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Peter Moe, who started as a student gardener at the Minnesota Landscape Arboretum and rose by 2016 to the position of director, is retiring after nearly 50 years with the popular west metro plant preserve.

It was a career that allowed him to focus on preserving the state's rarest native plants, Moe said.

"We have such diversity. We have our prairies in the west, the coniferous forests in the north, the beautiful lakes and forests in the central part of the state and trout streams in the northeast," he said. "Every one of those areas have unique plants."

The sprawling, 1,200-acre grounds west of Chanhassen that make up the Arboretum, or "the Arb," has gardens, paths winding through restored prairie and a research center of the University of Minnesota's College of Food, Agricultural and Natural Resource Sciences (CFANS). Weather permitting, Moe for many years could be seen commuting there from his house nearby.

"Pete's goal has always been to make the Arb a garden for all Minnesotans," Brian Buhr, the dean of CFANS, said in a news release. "His passion, leadership and commitment throughout the decades have made this vision a reality. He has positioned the Arb to provide enjoyment, excitement and education for generations of Minnesotans to come."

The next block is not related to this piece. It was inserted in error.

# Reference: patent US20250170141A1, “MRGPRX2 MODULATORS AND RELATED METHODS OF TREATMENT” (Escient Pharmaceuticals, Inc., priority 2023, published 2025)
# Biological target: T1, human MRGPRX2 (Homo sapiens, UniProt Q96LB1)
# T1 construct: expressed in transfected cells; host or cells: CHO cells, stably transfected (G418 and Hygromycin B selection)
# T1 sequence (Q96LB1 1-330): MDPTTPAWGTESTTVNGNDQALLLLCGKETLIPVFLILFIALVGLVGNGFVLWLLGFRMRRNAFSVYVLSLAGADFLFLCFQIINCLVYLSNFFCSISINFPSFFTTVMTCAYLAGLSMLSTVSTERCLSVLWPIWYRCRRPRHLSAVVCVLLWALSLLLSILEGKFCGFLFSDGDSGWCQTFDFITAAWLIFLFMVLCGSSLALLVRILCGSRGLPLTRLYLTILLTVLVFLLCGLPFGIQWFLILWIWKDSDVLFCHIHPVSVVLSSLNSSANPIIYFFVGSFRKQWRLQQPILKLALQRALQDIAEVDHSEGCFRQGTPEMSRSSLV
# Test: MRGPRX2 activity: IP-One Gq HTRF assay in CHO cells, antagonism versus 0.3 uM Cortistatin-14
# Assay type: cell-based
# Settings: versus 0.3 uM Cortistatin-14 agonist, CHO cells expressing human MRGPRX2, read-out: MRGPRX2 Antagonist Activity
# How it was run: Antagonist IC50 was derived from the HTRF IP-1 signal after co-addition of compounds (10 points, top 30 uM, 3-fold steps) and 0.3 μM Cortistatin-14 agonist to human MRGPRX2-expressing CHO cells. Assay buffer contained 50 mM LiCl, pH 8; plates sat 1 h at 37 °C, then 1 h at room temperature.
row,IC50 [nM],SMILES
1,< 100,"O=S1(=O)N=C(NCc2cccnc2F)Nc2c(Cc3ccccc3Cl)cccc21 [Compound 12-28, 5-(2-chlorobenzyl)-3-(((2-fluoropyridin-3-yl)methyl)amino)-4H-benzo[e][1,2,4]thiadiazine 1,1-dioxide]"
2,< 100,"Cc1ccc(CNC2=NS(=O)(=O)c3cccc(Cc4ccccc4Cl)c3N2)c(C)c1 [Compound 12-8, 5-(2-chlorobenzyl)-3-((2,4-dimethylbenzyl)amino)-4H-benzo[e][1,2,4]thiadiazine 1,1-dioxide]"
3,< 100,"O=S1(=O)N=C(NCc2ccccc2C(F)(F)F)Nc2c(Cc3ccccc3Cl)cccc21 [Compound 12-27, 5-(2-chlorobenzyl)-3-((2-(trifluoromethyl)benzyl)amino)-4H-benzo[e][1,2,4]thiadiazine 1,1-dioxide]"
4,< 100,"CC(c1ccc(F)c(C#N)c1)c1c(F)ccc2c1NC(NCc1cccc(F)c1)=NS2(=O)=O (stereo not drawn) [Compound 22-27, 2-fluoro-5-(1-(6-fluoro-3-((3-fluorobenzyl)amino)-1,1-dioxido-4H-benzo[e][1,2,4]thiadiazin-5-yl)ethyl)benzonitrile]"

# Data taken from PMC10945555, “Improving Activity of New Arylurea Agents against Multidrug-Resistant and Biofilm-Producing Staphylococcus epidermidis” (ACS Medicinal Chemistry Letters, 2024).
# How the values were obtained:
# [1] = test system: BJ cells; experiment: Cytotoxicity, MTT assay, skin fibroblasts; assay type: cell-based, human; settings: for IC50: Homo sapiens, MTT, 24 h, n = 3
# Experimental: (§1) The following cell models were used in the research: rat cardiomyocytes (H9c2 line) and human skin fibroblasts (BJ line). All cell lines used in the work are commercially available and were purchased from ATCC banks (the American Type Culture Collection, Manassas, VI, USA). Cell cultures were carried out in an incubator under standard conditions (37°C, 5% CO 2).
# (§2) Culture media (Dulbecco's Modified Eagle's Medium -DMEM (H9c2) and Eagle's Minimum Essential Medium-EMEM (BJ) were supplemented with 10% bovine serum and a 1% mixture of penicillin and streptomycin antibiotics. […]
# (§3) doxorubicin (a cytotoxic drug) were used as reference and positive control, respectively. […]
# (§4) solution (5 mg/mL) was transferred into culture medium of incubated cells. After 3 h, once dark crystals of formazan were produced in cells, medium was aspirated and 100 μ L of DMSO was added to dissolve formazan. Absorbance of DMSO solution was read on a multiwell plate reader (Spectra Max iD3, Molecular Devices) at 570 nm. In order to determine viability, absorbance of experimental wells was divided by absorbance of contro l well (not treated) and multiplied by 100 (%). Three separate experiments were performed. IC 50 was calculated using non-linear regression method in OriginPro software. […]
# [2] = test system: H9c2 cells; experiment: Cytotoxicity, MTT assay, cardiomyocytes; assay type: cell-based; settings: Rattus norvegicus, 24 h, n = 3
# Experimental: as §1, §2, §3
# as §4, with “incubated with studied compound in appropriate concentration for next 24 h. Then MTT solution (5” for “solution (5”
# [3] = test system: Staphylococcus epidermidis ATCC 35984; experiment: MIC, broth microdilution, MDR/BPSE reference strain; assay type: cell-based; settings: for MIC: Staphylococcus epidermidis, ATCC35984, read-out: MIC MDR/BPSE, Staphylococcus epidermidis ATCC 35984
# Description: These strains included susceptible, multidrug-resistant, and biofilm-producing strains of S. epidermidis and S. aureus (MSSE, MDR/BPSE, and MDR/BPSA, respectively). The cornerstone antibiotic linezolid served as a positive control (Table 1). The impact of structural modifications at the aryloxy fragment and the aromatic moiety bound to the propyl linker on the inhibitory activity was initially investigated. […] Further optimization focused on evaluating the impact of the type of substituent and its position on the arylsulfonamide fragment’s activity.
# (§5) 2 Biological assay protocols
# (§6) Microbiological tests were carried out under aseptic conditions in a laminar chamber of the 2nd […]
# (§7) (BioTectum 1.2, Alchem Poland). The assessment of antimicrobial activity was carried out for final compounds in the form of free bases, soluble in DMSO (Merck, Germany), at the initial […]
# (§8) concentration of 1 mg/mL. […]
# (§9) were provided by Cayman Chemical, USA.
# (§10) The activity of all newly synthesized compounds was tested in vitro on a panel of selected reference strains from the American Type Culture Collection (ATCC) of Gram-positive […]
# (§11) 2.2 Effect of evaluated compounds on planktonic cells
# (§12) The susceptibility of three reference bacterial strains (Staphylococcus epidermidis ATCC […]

Raised in Richfield, Moe started working at the Arboretum in 1973. During a visit there with his mother, he asked one of the workers if there were any open jobs, he recalled. He also met his wife there — Susan Moe, who worked as a scientist there and later in the its library.

Under Moe's tenure in management positions, the Arboretum grew to its current size, and he worked to make its pathways — including the Three-Mile-Walk — accessible. Moe had a hand in cultivating many plant collections, gardens, buildings and programs over the years. In 2013 he started the University's Plant Conservation Program to preserve and restore Minnesota's native plants, including 48 species of orchids.

Annually, the Arboretum sees about 450,000 visitors. Paid membership is at the highest it has ever been, at more than 30,000 household members. Moe attributes much of the recent growth to people who were looking for inspiration for their own yards during the COVID pandemic.

Moe plans to stay on until his replacement is found. In retirement, he said he plans to spend more time with his family, and continue learning about Minnesota's native plants.

"I've been very fortunate to work at a place that has such a positive impact on the economy of this state," he said. "One of the goals of the Arb is to inspire people, so when people come out and see the beautiful gardens, the shrub collections and wildflowers — many times people are inspired to improve their own home landscape."